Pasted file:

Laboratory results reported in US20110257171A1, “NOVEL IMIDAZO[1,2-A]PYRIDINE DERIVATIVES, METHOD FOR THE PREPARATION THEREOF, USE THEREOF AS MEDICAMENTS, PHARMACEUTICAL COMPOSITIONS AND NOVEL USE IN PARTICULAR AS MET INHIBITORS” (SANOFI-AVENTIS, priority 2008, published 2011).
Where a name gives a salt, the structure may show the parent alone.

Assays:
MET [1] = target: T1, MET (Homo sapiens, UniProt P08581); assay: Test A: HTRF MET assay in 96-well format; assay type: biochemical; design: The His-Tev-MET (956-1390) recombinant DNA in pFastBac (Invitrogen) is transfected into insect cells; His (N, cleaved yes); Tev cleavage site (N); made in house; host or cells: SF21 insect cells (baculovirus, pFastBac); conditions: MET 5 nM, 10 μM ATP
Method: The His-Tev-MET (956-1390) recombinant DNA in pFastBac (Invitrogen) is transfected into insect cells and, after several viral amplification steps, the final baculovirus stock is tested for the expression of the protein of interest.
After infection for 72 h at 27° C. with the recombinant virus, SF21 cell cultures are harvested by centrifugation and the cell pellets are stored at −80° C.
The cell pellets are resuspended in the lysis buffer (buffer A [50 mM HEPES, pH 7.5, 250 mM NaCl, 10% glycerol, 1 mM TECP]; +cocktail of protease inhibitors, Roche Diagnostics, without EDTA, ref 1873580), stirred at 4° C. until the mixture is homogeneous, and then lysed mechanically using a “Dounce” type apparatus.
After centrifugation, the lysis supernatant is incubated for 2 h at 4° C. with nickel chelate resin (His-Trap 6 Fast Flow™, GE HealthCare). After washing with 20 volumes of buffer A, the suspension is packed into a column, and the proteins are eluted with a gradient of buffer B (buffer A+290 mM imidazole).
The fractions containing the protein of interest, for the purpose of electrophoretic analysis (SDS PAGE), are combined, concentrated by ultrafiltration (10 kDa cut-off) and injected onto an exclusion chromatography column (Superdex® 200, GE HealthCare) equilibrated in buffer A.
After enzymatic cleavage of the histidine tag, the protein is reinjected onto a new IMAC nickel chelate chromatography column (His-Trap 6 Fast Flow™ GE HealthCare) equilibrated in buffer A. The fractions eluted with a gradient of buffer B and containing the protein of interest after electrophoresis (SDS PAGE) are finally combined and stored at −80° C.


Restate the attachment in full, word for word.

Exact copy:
Laboratory results reported in US20110257171A1, “NOVEL IMIDAZO[1,2-A]PYRIDINE DERIVATIVES, METHOD FOR THE PREPARATION THEREOF, USE THEREOF AS MEDICAMENTS, PHARMACEUTICAL COMPOSITIONS AND NOVEL USE IN PARTICULAR AS MET INHIBITORS” (SANOFI-AVENTIS, priority 2008, published 2011).
Where a name gives a salt, the structure may show the parent alone.

Assays:
MET [1] = target: T1, MET (Homo sapiens, UniProt P08581); assay: Test A: HTRF MET assay in 96-well format; assay type: biochemical; design: The His-Tev-MET (956-1390) recombinant DNA in pFastBac (Invitrogen) is transfected into insect cells; His (N, cleaved yes); Tev cleavage site (N); made in house; host or cells: SF21 insect cells (baculovirus, pFastBac); conditions: MET 5 nM, 10 μM ATP
Method: The His-Tev-MET (956-1390) recombinant DNA in pFastBac (Invitrogen) is transfected into insect cells and, after several viral amplification steps, the final baculovirus stock is tested for the expression of the protein of interest.
After infection for 72 h at 27° C. with the recombinant virus, SF21 cell cultures are harvested by centrifugation and the cell pellets are stored at −80° C.
The cell pellets are resuspended in the lysis buffer (buffer A [50 mM HEPES, pH 7.5, 250 mM NaCl, 10% glycerol, 1 mM TECP]; +cocktail of protease inhibitors, Roche Diagnostics, without EDTA, ref 1873580), stirred at 4° C. until the mixture is homogeneous, and then lysed mechanically using a “Dounce” type apparatus.
After centrifugation, the lysis supernatant is incubated for 2 h at 4° C. with nickel chelate resin (His-Trap 6 Fast Flow™, GE HealthCare). After washing with 20 volumes of buffer A, the suspension is packed into a column, and the proteins are eluted with a gradient of buffer B (buffer A+290 mM imidazole).
The fractions containing the protein of interest, for the purpose of electrophoretic analysis (SDS PAGE), are combined, concentrated by ultrafiltration (10 kDa cut-off) and injected onto an exclusion chromatography column (Superdex® 200, GE HealthCare) equilibrated in buffer A.
After enzymatic cleavage of the histidine tag, the protein is reinjected onto a new IMAC nickel chelate chromatography column (His-Trap 6 Fast Flow™ GE HealthCare) equilibrated in buffer A. The fractions eluted with a gradient of buffer B and containing the protein of interest after electrophoresis (SDS PAGE) are finally combined and stored at −80° C.